The aftermath of Hurricane Sandy raises tough questions about the strength of New York City’s infrastructure, and the stability of its waterfront. Governor Cuomo’s commission on storm prevention recently issued recommendations for future damage control, which include sea barriers along the coast, floodwalls in subways, and water pumps in airports. Other experts, however, including those present at Cooper Union last Thursday night, would prefer instead that planners and builders rethink our desire to build on the water, and do so in a way that accounts for climate change.
In contrast to Cuomo's call for barriers, the five experts at the Future of Zone A, a panel on the future of waterfront development held at Cooper Union, which included planners, designers, a scientist, and community activists instead emphasized that the city should anticipate rising sea levels, and build around that reality, with more absorbent and permeable materials, incentives for housing on higher ground, the reintroduction and preservation of wetlands, green roofs and community gardens, as well improved communication, information-sharing before and after an emergency occurs.
While the communication point may seem futile in the face of calls for floodgates, buildings with dedicated staff, strong connections among neighbors, and constant communication generally fared better. The lack of communication and coordination among management companies, government agencies, and power companies, leads to situations like that of the residents of Knickerbocker Village, who remained without power and heat weeks after the rest of the Lower East Side neighborhood got it back, and with almost no communication from management -- aside from insult-to-injury reminders to pay their rent.
The thorniest question that the panel discussed, however, was what to do with flood water once it has arrived. Among the ideas for new design suggestions were wetlands and even oyster beds as a kind of natural sea wall. Claire Weisz of WXY architecture + urban design, and Susannah Drake of DLANDSTUDIO, as well as Yale ecologist and designer Alexander Felson, all spoke about the importance of incorporating wetlands back into the city’s infrastructure. Public spaces, too, could be considered a part of the city’s infrastructure, and recreational spaces like bike paths and parks along the waterfront should be designed with flood protection in mind.
Weisz cited Transmitter Park in Greenpoint, Brooklyn as an example of a public place that also doubles as flood resistant infrastructure -- it’s elevated, made with permeable materials, and serves as a natural barrier for the rest of the neighborhood. Drake also emphasized the needs for frequent reinforcement of existing sea walls and bulkheads, before we consider floodgates.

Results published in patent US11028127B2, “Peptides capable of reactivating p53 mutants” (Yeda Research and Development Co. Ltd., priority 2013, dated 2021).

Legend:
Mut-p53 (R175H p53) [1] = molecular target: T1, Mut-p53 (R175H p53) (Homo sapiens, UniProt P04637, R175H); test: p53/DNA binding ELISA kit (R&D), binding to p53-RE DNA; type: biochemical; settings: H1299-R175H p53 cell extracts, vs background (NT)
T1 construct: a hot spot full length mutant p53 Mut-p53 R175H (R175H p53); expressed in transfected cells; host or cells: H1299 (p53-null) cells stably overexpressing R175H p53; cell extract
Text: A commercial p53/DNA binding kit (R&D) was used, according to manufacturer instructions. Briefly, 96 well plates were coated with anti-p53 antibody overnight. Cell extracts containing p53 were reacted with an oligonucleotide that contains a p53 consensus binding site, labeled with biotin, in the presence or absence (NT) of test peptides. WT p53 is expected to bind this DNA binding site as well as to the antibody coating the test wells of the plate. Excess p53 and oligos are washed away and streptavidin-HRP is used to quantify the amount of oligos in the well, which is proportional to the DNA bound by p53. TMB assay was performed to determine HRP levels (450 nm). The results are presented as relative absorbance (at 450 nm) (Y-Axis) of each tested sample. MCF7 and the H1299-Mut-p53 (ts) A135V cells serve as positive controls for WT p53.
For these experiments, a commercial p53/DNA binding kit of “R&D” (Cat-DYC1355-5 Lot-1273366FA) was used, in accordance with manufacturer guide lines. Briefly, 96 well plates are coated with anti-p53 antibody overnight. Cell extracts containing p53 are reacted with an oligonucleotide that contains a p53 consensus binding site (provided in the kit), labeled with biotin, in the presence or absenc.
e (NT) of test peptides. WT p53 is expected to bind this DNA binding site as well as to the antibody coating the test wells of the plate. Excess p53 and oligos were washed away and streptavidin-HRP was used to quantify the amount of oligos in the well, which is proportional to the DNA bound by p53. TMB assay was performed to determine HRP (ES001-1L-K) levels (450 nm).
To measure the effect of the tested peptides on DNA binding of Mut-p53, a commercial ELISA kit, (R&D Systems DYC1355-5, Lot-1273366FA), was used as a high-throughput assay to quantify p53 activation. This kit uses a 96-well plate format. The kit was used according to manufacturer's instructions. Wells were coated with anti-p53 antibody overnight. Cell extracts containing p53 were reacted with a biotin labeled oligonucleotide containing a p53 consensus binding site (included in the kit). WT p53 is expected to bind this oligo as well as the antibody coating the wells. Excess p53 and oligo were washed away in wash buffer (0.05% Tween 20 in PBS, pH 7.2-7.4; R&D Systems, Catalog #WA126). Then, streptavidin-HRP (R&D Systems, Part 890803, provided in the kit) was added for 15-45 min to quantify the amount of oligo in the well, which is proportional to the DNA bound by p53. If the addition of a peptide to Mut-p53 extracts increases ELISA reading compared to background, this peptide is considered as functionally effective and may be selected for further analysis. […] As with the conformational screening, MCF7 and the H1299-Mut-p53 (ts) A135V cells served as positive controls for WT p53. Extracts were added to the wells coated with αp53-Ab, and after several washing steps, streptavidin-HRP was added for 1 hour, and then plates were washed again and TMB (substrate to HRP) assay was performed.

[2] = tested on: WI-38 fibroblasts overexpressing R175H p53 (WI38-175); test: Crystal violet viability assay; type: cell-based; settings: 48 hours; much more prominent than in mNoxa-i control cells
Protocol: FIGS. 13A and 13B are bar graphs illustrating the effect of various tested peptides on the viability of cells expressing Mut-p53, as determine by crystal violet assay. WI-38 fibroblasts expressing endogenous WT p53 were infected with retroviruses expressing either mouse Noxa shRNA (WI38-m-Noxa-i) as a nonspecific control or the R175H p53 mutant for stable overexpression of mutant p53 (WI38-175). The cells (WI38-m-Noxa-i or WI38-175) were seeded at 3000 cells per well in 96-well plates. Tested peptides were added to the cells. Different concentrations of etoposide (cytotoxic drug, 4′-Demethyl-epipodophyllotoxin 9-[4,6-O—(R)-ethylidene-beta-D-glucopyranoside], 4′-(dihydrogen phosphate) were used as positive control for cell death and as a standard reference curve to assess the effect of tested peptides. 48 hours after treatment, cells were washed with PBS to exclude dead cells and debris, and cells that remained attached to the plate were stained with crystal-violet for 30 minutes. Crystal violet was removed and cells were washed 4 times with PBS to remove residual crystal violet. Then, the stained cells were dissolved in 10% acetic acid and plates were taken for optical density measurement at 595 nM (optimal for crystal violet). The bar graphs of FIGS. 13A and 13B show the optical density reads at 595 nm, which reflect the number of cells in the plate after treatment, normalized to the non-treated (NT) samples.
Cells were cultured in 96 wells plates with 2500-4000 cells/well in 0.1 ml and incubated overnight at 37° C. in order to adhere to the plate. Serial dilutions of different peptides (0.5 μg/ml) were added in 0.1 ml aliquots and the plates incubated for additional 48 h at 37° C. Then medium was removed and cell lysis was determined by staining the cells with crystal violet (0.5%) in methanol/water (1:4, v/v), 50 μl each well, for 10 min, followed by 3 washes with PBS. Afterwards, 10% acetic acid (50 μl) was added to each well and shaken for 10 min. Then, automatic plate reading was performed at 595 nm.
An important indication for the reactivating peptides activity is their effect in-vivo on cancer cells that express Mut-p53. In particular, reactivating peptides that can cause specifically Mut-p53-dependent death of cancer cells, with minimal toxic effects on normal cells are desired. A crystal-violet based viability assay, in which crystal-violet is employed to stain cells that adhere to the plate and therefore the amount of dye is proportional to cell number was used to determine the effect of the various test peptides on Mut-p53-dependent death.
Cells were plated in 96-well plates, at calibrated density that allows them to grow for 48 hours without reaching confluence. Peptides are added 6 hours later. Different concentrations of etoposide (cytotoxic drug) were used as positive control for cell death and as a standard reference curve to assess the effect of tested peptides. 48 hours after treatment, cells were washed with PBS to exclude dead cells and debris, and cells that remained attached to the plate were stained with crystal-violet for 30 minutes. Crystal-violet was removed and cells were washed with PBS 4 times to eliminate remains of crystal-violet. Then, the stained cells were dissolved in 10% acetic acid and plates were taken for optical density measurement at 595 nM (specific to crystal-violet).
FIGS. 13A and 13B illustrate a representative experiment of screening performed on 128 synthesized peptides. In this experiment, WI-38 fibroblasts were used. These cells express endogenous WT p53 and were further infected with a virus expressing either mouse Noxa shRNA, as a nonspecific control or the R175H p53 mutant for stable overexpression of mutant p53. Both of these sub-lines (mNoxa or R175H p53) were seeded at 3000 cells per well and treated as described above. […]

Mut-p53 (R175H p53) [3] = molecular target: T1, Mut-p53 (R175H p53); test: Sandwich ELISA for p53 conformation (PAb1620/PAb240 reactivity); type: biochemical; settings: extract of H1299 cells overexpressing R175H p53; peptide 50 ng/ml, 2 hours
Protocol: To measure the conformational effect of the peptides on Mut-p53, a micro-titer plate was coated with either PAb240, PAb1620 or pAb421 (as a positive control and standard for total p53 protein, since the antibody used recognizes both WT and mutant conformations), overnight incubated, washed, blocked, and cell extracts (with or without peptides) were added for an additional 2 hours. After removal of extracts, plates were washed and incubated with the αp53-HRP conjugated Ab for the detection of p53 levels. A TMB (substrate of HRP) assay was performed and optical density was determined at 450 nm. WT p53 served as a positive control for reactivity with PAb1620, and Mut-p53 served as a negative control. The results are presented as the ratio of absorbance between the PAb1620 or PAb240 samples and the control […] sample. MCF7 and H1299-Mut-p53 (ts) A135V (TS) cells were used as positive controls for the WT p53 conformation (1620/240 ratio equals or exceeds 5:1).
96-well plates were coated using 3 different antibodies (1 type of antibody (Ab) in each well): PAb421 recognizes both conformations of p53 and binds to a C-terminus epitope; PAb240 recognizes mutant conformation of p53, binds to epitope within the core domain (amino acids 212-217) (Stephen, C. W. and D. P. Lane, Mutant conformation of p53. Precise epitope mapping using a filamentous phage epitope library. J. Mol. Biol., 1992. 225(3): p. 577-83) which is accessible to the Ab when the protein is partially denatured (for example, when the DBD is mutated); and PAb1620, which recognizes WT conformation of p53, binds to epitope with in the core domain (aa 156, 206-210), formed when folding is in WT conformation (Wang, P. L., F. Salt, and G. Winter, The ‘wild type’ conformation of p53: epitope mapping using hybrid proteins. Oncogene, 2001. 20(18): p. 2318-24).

While the panel largely agreed on the above mentioned design features, there was some division over how well the Bloomberg administration responded to the storm, and how it has addressed storm control in general. The designers on the panel often praised the Bloomberg Administration for its innovation, especially in terms of environmental sustainability, the community activists were less enthusiastic, especially when it came to determining how to stormproof housing, and more so for public and other low-income housing.
Kerri Culhane, the Associate Director of Two Bridges Council, whose housing was built directly in Sandy’s path along the East River, stressed that the “towers in the park” model of public housing, is, as built, ineffective in the floods of floods. With better landscape planning and design, however, this model could be much more effective at storm water mitigation. As is, lawns and asphalt, which typically surround the buildings, are some of the least permeable materials available. The park areas of many public housing developments were also often built over existing wetlands. In addition, buildings that depend on elevators and underground boilers, whether public housing or luxury condos, will be equally out of the luck the next time a storm comes.
Tom Angotti, Professor of Urban Affairs at Hunter College, was adamant that the Bloomberg Administration was partly to blame for communication breakdowns and the lack of information, especially for the lowest-income families living in NYCHA housing. Angotti noted that there have been countless community plans and meetings and calls for participation over the years, including for waterfront redevelopment, but those plans tend to sit on agency shelves while the administration does what it's always planned to do, which according to Angotti means more investment in new luxury housing, and less money for preserving existing low-income housing.
Only at the very of the question and answer session did the subject of flood wall and sea gates arise. The consensus among the panelists was that while these structures can work in conjunction with new building, it is not enough to simply attempt to protect what we already have; we have to radically rethink how we build our apartment buildings and our infrastructure in the first place.